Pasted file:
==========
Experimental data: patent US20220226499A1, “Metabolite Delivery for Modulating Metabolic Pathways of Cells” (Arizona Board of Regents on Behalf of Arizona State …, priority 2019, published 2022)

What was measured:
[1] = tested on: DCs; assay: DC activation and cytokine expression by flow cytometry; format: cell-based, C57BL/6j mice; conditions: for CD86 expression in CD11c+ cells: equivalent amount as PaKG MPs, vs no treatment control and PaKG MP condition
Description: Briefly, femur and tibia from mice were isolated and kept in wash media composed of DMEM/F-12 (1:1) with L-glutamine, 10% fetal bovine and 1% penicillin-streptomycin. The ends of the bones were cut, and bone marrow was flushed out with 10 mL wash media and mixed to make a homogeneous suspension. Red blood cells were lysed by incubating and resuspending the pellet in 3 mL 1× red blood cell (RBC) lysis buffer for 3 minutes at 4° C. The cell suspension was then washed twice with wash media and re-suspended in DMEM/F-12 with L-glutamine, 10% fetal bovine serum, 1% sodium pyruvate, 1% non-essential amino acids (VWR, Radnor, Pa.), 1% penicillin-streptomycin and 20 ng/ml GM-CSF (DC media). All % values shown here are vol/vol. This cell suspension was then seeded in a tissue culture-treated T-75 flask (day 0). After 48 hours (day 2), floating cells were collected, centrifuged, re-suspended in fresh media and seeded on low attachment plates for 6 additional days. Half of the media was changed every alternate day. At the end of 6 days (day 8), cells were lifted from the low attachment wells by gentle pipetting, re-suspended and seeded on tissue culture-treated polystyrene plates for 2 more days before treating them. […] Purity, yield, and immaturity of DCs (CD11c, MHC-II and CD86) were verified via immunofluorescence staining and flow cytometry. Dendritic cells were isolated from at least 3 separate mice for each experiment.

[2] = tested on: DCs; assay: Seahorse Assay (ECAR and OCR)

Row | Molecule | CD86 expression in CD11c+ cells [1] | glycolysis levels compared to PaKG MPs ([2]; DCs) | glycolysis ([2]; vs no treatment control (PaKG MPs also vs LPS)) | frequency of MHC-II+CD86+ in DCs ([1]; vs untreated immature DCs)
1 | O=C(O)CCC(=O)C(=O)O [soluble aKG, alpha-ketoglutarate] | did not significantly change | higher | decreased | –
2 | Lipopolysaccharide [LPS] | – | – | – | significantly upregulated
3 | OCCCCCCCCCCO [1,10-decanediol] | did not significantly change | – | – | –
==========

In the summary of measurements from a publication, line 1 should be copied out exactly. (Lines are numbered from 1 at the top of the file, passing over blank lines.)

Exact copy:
Experimental data: patent US20220226499A1, “Metabolite Delivery for Modulating Metabolic Pathways of Cells” (Arizona Board of Regents on Behalf of Arizona State …, priority 2019, published 2022)